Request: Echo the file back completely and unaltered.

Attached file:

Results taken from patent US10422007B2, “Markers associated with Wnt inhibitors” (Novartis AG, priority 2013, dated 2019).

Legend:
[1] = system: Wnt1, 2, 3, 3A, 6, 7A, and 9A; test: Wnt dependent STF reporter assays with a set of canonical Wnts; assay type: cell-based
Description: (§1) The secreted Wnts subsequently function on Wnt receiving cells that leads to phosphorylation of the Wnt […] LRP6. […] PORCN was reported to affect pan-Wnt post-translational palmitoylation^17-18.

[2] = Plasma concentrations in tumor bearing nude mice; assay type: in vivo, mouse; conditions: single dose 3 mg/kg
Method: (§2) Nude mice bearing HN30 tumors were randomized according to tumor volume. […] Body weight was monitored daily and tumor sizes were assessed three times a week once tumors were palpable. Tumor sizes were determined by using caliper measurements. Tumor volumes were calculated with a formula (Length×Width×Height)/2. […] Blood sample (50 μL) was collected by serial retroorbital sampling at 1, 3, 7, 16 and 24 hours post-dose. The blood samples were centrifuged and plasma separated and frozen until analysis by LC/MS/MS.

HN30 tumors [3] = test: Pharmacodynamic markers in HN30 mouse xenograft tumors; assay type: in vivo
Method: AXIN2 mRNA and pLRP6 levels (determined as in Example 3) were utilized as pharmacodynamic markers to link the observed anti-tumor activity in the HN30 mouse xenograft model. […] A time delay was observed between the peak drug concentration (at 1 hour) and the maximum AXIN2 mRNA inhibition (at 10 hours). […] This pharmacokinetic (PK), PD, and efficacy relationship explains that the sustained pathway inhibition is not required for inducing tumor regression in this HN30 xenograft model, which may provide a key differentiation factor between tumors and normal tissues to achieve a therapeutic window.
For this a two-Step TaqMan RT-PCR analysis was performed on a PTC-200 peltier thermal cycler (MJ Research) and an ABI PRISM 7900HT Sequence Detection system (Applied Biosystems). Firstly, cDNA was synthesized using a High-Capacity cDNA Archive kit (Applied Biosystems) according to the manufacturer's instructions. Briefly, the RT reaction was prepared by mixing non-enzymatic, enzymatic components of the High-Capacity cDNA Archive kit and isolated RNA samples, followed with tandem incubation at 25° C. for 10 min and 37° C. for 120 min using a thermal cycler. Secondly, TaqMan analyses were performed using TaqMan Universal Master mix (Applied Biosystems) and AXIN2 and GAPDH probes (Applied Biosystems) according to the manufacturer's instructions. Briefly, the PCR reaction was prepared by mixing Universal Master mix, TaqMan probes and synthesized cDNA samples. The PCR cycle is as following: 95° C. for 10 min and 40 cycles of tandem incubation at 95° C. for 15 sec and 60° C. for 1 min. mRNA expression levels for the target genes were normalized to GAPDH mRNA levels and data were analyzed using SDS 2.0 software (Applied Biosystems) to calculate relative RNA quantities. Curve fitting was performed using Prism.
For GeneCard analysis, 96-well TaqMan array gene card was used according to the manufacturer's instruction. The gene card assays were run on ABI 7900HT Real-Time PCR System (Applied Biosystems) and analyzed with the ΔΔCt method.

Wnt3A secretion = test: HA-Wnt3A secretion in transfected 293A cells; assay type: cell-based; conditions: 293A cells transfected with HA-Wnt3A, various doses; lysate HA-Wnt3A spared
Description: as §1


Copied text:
Results taken from patent US10422007B2, “Markers associated with Wnt inhibitors” (Novartis AG, priority 2013, dated 2019).

Legend:
[1] = system: Wnt1, 2, 3, 3A, 6, 7A, and 9A; test: Wnt dependent STF reporter assays with a set of canonical Wnts; assay type: cell-based
Description: (§1) The secreted Wnts subsequently function on Wnt receiving cells that leads to phosphorylation of the Wnt […] LRP6. […] PORCN was reported to affect pan-Wnt post-translational palmitoylation^17-18.

[2] = Plasma concentrations in tumor bearing nude mice; assay type: in vivo, mouse; conditions: single dose 3 mg/kg
Method: (§2) Nude mice bearing HN30 tumors were randomized according to tumor volume. […] Body weight was monitored daily and tumor sizes were assessed three times a week once tumors were palpable. Tumor sizes were determined by using caliper measurements. Tumor volumes were calculated with a formula (Length×Width×Height)/2. […] Blood sample (50 μL) was collected by serial retroorbital sampling at 1, 3, 7, 16 and 24 hours post-dose. The blood samples were centrifuged and plasma separated and frozen until analysis by LC/MS/MS.

HN30 tumors [3] = test: Pharmacodynamic markers in HN30 mouse xenograft tumors; assay type: in vivo
Method: AXIN2 mRNA and pLRP6 levels (determined as in Example 3) were utilized as pharmacodynamic markers to link the observed anti-tumor activity in the HN30 mouse xenograft model. […] A time delay was observed between the peak drug concentration (at 1 hour) and the maximum AXIN2 mRNA inhibition (at 10 hours). […] This pharmacokinetic (PK), PD, and efficacy relationship explains that the sustained pathway inhibition is not required for inducing tumor regression in this HN30 xenograft model, which may provide a key differentiation factor between tumors and normal tissues to achieve a therapeutic window.
For this a two-Step TaqMan RT-PCR analysis was performed on a PTC-200 peltier thermal cycler (MJ Research) and an ABI PRISM 7900HT Sequence Detection system (Applied Biosystems). Firstly, cDNA was synthesized using a High-Capacity cDNA Archive kit (Applied Biosystems) according to the manufacturer's instructions. Briefly, the RT reaction was prepared by mixing non-enzymatic, enzymatic components of the High-Capacity cDNA Archive kit and isolated RNA samples, followed with tandem incubation at 25° C. for 10 min and 37° C. for 120 min using a thermal cycler. Secondly, TaqMan analyses were performed using TaqMan Universal Master mix (Applied Biosystems) and AXIN2 and GAPDH probes (Applied Biosystems) according to the manufacturer's instructions. Briefly, the PCR reaction was prepared by mixing Universal Master mix, TaqMan probes and synthesized cDNA samples. The PCR cycle is as following: 95° C. for 10 min and 40 cycles of tandem incubation at 95° C. for 15 sec and 60° C. for 1 min. mRNA expression levels for the target genes were normalized to GAPDH mRNA levels and data were analyzed using SDS 2.0 software (Applied Biosystems) to calculate relative RNA quantities. Curve fitting was performed using Prism.
For GeneCard analysis, 96-well TaqMan array gene card was used according to the manufacturer's instruction. The gene card assays were run on ABI 7900HT Real-Time PCR System (Applied Biosystems) and analyzed with the ΔΔCt method.

Wnt3A secretion = test: HA-Wnt3A secretion in transfected 293A cells; assay type: cell-based; conditions: 293A cells transfected with HA-Wnt3A, various doses; lysate HA-Wnt3A spared
Description: as §1